WASHINGTON – U.S. Senator Maggie Hassan (D-NH) led her colleagues in urging the Office of Child Care at the Department of Health and Human Services to take additional steps to expand child care options for health care workers and others on the frontlines responding to the COVID-19 pandemic, as well as provide critical guidance to child care providers to ensure that they are taking appropriate action to minimize the risk of spreading COVID-19 at centers that remain open.
In addition to Senator Hassan, the letter was signed by Senators Jeanne Shaheen (D-NH), Bob Casey (D-PA), Chuck Schumer (D-NY), Patty Murray (D-WA), Dick Durbin (D-IL), Sherrod Brown (D-OH), Jack Reed (D-RI), Ron Wyden (D-OR), Kirsten Gillibrand (D-NY), Sheldon Whitehouse (D-RI), Tammy Duckworth (D-IL), Amy Klobuchar (D-MN), Tina Smith (D-MN), Tim Kaine (D-VA), Cory Booker (D-NJ), Tom Carper (D-DE), Bernie Sanders (I-VT), Richard Blumenthal (D-CT), Elizabeth Warren (D-MA), Chris Van Hollen (D-MD), and Kamala Harris (D-CA).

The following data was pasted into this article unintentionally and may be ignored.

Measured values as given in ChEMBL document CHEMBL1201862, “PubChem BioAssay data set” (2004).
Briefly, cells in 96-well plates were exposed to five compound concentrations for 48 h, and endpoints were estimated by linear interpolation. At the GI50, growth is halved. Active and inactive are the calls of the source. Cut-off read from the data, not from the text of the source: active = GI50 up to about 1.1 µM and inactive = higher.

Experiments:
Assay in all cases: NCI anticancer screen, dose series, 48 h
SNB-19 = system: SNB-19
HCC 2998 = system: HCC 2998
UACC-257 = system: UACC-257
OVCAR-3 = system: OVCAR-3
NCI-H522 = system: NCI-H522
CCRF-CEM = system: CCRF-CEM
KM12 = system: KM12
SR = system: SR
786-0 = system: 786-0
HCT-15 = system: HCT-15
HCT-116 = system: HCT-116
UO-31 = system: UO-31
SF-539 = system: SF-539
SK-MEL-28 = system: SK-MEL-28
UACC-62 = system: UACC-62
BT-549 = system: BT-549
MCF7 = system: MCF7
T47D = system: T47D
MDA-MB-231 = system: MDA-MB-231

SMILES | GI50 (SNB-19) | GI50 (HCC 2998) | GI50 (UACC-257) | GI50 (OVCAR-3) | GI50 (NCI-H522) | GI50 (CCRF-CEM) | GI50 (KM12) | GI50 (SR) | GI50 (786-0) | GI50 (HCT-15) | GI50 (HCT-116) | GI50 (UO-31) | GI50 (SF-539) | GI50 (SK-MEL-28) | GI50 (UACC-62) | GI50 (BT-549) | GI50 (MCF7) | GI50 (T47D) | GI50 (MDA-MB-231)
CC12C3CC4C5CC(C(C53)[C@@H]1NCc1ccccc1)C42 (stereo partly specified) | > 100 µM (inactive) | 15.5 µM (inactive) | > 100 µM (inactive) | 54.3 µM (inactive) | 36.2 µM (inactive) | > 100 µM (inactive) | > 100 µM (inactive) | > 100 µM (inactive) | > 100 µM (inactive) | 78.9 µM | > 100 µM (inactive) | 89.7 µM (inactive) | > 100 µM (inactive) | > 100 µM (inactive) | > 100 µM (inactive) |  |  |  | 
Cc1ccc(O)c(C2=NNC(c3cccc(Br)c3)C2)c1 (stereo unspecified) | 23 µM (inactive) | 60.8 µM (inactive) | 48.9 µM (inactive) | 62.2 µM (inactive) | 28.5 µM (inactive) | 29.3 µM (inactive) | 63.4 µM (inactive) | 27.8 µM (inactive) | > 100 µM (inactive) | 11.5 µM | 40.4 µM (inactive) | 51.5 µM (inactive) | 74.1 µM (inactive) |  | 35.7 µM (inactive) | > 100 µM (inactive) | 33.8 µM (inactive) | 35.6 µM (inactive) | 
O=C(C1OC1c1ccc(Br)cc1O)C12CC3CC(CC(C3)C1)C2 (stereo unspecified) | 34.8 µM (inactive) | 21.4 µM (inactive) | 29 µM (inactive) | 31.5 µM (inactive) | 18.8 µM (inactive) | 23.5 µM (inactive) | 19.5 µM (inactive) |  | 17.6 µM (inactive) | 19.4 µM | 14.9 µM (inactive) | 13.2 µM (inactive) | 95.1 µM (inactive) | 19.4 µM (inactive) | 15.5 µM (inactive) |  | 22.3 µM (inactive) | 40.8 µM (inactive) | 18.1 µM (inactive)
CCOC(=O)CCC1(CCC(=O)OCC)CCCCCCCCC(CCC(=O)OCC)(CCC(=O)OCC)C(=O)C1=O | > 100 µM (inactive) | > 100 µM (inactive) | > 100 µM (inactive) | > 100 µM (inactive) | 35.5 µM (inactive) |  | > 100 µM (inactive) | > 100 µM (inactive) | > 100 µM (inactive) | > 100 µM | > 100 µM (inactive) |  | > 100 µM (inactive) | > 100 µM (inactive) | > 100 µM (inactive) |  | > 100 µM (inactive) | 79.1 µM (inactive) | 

“Frontline workers are needed at their places of employment now more than ever, but in many cases do not have safe child care for their children,” wrote the senators. “We must work together to identify ways to provide child care access to workers who are performing necessary services, like health care workers…This global pandemic, which is unparalleled in modern day history, requires us to look beyond the typical measures to address community needs.”
The senators are also asking what the Department can do to create new child care options, for instance using closed Head Start facilities to temporarily provide child care to the families of frontline workers. They highlighted innovative actions of some states, including New Hampshire: “In New Hampshire, the New Hampshire Charitable Foundation is working in a public-private partnership with the state to develop the NH Emergency Childcare Collaborative to ensure that essential workers have access to safe day care centers that align with nationally accepted guidelines.”